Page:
A few days ago I was sitting on the sofa with my (almost) three year old daughter Sophie as we watched one of her favourite children’s shows. It’s called ‘Chuggington – Medaille Race’ and features talking trains who try to do good deeds every day to earn badges. I’m not quite sure if it’s teaching her how to be a well adjusted adult or a train but time will tell.
As the theme song started she became very excited. She was suddenly on her feet, dancing on the sofa and singing along with all the words she could manage.
“Medaille Race,” she cheered with her arms in the air as the song reached its end.
“Medaille Race,” I cheered, also throwing my arms up in the air as I got caught up in all the excitement.
But then something I had not expected happened. Sophie suddenly lost all interest in the screen and turned her attention on to me. Something in my pronunciation had not satisfied her.
“Nee Papa. Medaille Race,” she corrected.
“Medaille Race,” I cheered again, thinking that was the end of it.
“Nee Papa,” she said with a little shake of her head. It seemed she was not going to let me off so easy. Making mistakes in the rest of the Dutch language might be forgivable but messing up the name of her favourite children’s show seemed to be a step too far. The line had to be drawn somewhere. “Medaille Race,” she insisted.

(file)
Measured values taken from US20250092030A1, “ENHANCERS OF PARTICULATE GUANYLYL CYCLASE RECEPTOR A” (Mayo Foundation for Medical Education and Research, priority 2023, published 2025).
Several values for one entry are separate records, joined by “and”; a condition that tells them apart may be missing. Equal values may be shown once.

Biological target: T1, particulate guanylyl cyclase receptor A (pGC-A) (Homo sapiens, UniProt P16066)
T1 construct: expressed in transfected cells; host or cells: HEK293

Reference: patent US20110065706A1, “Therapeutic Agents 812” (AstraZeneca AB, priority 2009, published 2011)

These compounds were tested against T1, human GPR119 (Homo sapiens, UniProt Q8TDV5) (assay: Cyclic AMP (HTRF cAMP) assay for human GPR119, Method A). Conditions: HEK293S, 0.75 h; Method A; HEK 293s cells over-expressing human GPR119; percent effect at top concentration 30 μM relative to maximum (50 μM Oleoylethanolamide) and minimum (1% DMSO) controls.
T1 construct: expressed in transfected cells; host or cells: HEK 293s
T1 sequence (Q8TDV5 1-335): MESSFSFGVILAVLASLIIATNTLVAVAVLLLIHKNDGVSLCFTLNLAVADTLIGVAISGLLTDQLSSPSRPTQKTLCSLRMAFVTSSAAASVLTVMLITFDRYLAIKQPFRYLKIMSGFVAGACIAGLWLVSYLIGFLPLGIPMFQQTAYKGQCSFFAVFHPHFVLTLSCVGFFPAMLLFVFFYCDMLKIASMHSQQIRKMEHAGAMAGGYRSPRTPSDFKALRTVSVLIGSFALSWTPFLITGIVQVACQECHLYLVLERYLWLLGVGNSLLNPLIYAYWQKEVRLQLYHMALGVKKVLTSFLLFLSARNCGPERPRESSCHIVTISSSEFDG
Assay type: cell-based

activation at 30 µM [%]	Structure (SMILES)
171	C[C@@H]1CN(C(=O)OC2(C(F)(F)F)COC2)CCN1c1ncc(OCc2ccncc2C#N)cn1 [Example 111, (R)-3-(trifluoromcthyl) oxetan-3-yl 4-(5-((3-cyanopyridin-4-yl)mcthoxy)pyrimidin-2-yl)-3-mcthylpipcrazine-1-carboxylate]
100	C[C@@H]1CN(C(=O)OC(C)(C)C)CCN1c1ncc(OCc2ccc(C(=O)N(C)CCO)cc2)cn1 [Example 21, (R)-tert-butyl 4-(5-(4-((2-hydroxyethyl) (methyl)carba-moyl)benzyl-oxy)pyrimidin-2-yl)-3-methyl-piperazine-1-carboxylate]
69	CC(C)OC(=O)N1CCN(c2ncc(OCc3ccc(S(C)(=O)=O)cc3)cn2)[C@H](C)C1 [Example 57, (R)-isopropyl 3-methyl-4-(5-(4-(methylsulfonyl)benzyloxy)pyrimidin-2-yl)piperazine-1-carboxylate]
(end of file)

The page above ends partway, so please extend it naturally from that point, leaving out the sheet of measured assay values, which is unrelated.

“Medaille Race,” I repeated, not quite sure what I was getting wrong.
“MEDdaille Race,” she tried again, emphasizing the word ‘medaille’ with a small head bob and hand wave as if trying to point out where I was going wrong.
“MEDaille Race,” I replied, trying to copy her pronunciation exactly but still not really hearing what the difference was.
“Nee Papa. Mmmedaille Race.”
Sophie seemed to decide that I was not going to be getting it right any time soon. After a slight pause she put her hand on my shoulder, looked me in the eyes and simply said, “Het is een beetje moeilijk, Papa.”
I couldn’t help it. I cracked up laughing. My almost (but not quite) three year old daughter had just put a reassuring hand on my shoulder and tried to make me feel better about my ‘failed’ attempts to say a Dutch word by telling me it was ok because, “It is a bit difficult, Papa.”
“Yes,” I replied with a smile, “Papa finds Dutch a little difficult.”
Sophie seemed to decide that that was the end of it for now, absentmindedly nodded and returned her attention to the screen.
I still had no idea what in my pronunciation had not satisfied her (or if I had been getting anything wrong at all) until a few days later when I was telling the story to a Dutch friend. It turns out I had been saying it wrong. I thought I had been saying ‘Medaille Race’ but my pronunciation was closer to ‘Madaille Race’. It was so subtle that I had not noticed. Sophie had though. I think she is going to be correcting me a lot in the future.